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Wild Geese by Mary Oliver

via Wild Geese by Mary Oliver

Yesterday was a day of riches as this wonderful Mary Oliver poem was posted by Dawn and re-blogged by John and Kenne.

There are prayerful and questioning qualities in Mary Oliver’s poetry that challenge me to think about the universe as a place where each sentient and non-sentient being thrives and flourishes. We grow mindful of our needs as they relate to the needs of other living and non-living being. Living is a practical and ethical way of standing in the world. Practical and ethical ways of living are essential to growing spiritually and acting with care towards sentient and non-sentient beings.

Wendell Berry has a poem entitled The Wild Geese asking me to be thankful for the gifts that come to me each day. What do I take-for-granted? What do I overlook and treat as ordinary that I can celebrate as (extra)ordinary? As Mary Oliver asks, “how does my body ‘love what it loves?'” How do I notice the universe and let myself find its way home each day?

Here, is a video of me reading the two poems about geese and the poet’s reminder of being present to what is here.


The Wild Geese

Wendell Berry is a great poet and writer. Several contributors to one of the texts we use in Eco-Ethics , Rethinking Nature, refer to his thinking. I call it deep thinking and takes us to another level of consciousness where there is an awareness that we are part of something much bigger.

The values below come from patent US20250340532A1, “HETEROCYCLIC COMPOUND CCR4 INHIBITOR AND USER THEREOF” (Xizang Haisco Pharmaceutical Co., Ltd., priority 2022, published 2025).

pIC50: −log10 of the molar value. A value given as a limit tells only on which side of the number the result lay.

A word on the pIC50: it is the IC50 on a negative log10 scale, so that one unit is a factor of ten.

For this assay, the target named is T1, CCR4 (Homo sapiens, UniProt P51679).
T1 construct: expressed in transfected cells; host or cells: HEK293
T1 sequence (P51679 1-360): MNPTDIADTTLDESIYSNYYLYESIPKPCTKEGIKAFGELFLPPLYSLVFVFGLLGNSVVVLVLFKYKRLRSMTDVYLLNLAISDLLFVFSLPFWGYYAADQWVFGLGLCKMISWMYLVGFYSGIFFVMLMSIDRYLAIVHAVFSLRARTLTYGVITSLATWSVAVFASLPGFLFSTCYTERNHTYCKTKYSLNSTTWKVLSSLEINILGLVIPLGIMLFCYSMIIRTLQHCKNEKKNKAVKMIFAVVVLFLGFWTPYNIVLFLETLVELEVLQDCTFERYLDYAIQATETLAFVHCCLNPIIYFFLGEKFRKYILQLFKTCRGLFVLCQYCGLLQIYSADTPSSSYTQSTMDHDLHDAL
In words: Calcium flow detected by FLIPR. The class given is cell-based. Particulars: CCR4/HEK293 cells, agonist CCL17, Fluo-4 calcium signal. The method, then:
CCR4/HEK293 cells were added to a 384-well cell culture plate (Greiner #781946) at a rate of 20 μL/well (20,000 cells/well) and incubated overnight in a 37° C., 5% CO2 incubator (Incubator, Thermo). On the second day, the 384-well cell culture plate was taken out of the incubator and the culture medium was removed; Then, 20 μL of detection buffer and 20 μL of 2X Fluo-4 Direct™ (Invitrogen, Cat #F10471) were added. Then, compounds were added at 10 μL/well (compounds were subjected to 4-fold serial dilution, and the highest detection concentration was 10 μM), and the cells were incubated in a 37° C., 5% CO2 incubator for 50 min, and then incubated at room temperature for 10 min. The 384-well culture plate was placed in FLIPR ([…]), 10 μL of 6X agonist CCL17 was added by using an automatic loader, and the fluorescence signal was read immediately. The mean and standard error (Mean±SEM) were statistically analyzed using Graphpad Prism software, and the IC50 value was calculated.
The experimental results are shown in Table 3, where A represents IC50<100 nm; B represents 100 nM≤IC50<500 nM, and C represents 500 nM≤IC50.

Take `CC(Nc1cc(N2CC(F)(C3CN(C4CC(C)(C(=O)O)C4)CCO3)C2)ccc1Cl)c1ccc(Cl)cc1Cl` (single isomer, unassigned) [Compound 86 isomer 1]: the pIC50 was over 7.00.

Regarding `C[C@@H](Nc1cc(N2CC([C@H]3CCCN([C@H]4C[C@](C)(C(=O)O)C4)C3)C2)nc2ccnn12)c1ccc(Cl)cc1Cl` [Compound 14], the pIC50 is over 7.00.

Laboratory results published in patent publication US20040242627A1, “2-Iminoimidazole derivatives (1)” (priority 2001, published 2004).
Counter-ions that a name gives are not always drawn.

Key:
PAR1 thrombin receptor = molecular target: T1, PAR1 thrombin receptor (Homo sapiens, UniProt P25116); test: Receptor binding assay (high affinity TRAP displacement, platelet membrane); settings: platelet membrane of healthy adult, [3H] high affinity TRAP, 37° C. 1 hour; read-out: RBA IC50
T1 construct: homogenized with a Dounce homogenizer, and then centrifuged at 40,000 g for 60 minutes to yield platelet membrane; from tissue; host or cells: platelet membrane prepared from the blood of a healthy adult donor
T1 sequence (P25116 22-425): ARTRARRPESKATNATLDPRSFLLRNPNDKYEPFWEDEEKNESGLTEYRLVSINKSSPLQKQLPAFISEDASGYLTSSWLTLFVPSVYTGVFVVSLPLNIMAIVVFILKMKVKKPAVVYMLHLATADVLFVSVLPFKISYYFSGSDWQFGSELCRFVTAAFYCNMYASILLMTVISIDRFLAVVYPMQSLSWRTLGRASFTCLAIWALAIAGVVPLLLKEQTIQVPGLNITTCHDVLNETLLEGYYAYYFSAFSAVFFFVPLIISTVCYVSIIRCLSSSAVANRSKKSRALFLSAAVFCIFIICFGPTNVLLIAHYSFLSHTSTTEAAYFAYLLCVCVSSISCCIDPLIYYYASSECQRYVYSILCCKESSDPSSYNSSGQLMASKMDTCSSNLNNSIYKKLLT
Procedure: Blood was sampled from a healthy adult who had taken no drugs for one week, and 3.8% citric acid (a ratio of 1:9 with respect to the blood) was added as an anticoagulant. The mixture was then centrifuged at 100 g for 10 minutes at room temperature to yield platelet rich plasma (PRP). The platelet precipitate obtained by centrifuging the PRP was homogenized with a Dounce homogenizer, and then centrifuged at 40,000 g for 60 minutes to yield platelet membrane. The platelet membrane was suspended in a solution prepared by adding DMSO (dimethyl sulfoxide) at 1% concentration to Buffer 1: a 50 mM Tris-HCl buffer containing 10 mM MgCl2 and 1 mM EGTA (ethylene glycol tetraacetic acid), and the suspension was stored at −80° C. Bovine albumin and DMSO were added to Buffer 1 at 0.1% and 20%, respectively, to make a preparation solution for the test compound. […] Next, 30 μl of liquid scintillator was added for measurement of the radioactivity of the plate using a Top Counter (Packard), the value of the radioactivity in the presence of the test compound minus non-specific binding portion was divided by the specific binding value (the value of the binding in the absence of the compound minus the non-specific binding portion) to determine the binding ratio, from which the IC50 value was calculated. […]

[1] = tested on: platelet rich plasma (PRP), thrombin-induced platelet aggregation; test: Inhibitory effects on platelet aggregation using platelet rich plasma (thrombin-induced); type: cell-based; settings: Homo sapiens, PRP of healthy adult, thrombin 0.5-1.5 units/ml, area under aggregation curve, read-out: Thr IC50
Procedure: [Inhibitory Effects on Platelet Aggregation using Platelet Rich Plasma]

I read Wendell Berry’s work and enjoy it immensely. He does not suggest I think like he does or live like he does in a low-tech world. What he proposes is I take time and think more deeply. I read somewhere that Berry, when he was much younger during the 1960’s was asked to write an anti-Vietnam War poem. He responded that he would not. The person asking was surprised as they had always believed he was opposed to the Vietnam War. He responded by saying he was not opposed to that particular war, just war in general. He wrote an anti-war poem with no reference to Vietnam. When I take time and engage in thinking at this level, I come to a different level of awareness than I usually do. It does not mean that I would things differently than I currently do. I become aware of the values I hold and act accordingly. Obviously, it is tricky. What if my values sanction war? What if my values sanction a view that nature is for human consumption? I think what Berry and others get is when we go deeper and look inside we see that we live in the world and not outside it as spectators.

When I read a poem like The Wild Geese, I am struck by the message of the last line: “What we need is here.” It likely always was. I need to open the persimmon seed to find the tree which is not separate from the seed. I am not separate from daily life or the world. I am in it. I need to go deeper to find it, recognize it, and cherish it.

Horseback on Sunday morning,

harvest over, we taste persimmon

and wild grape, sharp sweet

of summer’s end. In time’s maze

over fall fields, we name names

that went west from here, names

that rest on graves. We open

a persimmon seed

to find the tree that stands in promise,

pale, in the seed’s marrow.

Geese appear high over us,

pass, and the sky closes. Abandon,

as in love or sleep, holds

them in their way, clear,

in the ancient faith: what we need

is here. And we pray, no

for the new earth or heaven, but to be

quiet in the heart, and in eye

clear. What we need is here.

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